The SVB collapse has been the subject of a lot of activity for federal financial regulators lately. Similarly, many companies that made significant deposits into the now-closed bank have been active in trying to navigate the situation over the past few days.
While a lot of the depositors were technology companies, it so far doesn’t look like any of the pertinent providers of US online gambling tech were affected. That doesn’t mean the experience for online casino players will be completely immune going forward, however.
What happened to trigger the SVB collapse?
In simple terms, it was a bad, ole’ fashioned run on the bank. In greater detail, the demise of the former Silicon Valley Bank began years ago.
- SVB accepted billions of dollars in deposits from tech startups in 2020 and 2021
- SVB then used those to buy government bonds
- Those bonds lost value as the Fed raised interest rates to combat inflation
- At the same time, private investors scaled back their funding for those tech startups due to that inflation
- Those SVB depositors pulled out their cash reserves to cover costs
- SVB had to sell its bonds at a steep loss to try to meet demands for withdrawals
- That news prompted even more withdrawal requests that snowballed
An analysis of the situation could point to two fatal flaws on the part of the executives at SVB. First, you could argue that SVB put too many of its eggs in one basket. Had SVB taken deposits from a more diverse array of customers, it might have been able to survive when private investors stopped providing cash to tech startups.
At the same time, it’s difficult to turn down a potential customer who wants to hand you millions of dollars. Secondly, hindsight says that by the time depositors started withdrawing cash, the hour was already too late. SVB bet that the bonds it held would regain their value if they held on.
Had they sold them earlier, they might have had enough cash to satisfy the first batch of withdrawals and been able to avoid the run. As any gambler knows, risk often leads to undesirable results. At this point, it doesn’t look like there will be any immediate, obvious effects for regulated US online gambling operations, though.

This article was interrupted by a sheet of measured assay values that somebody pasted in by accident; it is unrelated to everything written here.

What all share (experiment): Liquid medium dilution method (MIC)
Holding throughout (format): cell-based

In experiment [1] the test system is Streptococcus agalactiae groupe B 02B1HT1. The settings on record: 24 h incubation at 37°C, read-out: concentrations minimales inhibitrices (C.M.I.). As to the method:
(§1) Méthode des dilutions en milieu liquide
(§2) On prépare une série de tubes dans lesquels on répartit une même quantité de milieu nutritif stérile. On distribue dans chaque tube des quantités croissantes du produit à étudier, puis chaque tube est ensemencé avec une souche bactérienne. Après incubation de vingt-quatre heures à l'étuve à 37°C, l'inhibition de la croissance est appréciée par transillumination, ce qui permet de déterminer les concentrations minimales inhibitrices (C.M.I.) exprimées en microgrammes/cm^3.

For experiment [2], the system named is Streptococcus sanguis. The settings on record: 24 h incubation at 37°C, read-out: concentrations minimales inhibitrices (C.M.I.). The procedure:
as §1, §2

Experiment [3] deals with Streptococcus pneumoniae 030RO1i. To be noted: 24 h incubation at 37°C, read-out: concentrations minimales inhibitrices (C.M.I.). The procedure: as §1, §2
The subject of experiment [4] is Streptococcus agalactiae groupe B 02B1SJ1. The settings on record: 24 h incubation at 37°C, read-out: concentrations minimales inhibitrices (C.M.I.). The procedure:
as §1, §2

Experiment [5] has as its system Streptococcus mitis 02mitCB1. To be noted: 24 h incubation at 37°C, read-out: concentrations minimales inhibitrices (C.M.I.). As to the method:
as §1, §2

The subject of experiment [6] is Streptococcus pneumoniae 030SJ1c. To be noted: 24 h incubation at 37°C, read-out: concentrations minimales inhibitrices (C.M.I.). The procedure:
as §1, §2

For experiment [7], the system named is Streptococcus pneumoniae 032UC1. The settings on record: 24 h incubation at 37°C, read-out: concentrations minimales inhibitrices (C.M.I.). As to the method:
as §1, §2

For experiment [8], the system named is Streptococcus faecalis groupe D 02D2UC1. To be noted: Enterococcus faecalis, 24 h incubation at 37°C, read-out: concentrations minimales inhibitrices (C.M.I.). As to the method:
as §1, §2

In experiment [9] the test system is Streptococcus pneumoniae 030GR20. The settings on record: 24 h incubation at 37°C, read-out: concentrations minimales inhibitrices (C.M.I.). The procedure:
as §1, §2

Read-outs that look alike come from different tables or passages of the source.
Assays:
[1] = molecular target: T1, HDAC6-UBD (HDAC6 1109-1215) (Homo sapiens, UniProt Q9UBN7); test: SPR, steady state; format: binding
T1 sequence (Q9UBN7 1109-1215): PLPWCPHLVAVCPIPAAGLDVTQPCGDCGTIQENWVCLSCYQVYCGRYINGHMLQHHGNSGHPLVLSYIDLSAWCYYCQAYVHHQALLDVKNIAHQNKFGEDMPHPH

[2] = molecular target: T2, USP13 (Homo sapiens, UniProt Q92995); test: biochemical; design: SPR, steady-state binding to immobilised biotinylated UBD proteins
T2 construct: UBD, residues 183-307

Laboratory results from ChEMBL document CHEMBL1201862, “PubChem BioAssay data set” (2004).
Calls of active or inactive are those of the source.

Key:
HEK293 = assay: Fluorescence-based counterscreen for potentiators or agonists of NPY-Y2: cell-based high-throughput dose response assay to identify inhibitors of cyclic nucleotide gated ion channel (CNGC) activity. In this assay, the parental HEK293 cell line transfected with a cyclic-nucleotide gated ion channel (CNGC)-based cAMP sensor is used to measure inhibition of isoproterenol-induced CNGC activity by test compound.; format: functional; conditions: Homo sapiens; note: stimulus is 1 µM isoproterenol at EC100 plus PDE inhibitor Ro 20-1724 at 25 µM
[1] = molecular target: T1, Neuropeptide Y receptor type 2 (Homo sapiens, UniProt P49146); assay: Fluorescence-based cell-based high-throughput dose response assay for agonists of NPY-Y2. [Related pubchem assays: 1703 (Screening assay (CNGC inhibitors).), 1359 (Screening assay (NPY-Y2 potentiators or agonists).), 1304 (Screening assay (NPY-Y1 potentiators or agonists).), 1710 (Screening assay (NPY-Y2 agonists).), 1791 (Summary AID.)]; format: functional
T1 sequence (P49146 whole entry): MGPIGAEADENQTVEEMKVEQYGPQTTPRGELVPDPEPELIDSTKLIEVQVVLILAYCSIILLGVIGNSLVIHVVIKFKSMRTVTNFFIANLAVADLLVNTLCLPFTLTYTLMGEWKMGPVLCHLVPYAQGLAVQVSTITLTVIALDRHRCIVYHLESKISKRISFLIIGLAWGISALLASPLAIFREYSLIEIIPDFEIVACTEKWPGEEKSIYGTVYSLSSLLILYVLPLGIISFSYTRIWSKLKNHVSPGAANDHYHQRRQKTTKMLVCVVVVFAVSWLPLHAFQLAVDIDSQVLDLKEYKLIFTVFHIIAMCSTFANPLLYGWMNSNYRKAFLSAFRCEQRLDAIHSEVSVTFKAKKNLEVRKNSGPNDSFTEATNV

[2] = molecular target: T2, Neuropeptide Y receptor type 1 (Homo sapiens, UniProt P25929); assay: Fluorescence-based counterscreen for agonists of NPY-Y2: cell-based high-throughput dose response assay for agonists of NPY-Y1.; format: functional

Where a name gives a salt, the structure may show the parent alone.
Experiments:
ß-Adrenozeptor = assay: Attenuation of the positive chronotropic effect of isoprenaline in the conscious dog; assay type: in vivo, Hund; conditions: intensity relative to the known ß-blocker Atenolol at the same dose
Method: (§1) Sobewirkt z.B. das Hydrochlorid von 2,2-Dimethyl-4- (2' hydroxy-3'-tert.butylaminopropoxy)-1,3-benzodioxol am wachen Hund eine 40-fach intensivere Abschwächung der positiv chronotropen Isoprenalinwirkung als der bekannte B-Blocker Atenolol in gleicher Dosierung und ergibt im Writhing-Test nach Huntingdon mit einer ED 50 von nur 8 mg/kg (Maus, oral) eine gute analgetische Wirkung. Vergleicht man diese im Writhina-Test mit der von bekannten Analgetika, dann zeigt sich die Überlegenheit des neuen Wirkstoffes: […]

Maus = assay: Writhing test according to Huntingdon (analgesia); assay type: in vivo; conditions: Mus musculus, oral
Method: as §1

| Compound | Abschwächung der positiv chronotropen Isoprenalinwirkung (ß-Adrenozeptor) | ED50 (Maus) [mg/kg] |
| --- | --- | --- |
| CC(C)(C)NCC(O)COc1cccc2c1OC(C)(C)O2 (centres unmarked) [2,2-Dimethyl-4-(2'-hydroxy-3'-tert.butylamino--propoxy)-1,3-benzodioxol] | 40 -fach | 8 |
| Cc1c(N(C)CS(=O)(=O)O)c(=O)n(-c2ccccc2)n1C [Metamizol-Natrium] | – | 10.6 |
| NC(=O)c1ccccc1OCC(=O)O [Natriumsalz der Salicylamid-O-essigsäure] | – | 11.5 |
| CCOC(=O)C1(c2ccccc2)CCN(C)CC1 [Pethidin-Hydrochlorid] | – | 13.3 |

Were US online gambling companies involved in the fallout?
Some publicly traded companies have filed reports with the US Securities and Exchange Commission explaining the deposits they made in SVB. Ellen Chang of The Street reports that such companies include Fubo and Roku.
Not all of them have done so yet. Additionally, not all of the former SVB depositors are public companies. For those privately held companies, they may never share what if any deposits they had at SVB when California regulators shut the bank down last week.
Thus, it’s currently difficult to ascertain whether any US online gambling companies were affected. Even if some had uninsured deposits (the standard FDIC limit is $250,000), it seems the unavailability of such funds was a temporary situation.
According to Bobby Allyn and David Gura of NPR, the US Dept. of the Treasury has waived insurance limits for SVB depositors as of Sunday evening. Perhaps as early as today, depositors will have access to all of their available funds.
There was an online petition circulating urging the federal government to do exactly what it did. The over 5,000 signatories do not include any major online gambling companies or their service providers. Even if that had been the case, however, that would not have meant those companies had uninsured deposits at SVB. They could have simply signed on to show support.
Thus, for the moment, it appears your favorite online casino app should continue to work as if SVB was still chugging along. The possible ramifications of this situation for the gambling industry could be visible down the road.
Possible future impacts on the gambling industry
Ken Sweet of the Associated Press says SVB was the 16th-largest bank in the nation. Additionally, it was among the largest regional banks in the United States. Among the long-term impacts of this situation could be eroded confidence in banks of that scale.
That could mean there are fewer such banks. A possible negative effect of that is diminished competition that makes affordable financing less available to companies like tech startups. Fewer such companies getting off the ground could mean less innovation.
That could mean better platforms with new features for US online gambling would come at a slower pace. That might apply to a wide range of aspects from the actual gameplay to payment processing.
Gamblers might not notice that impact, as it’s hard to ascertain how much sooner products might have improved if not for these circumstances. Entrepreneurs looking for the cash to get their projects off the ground and improve gamblers’ experiences could feel the strain of the SVB collapse, though.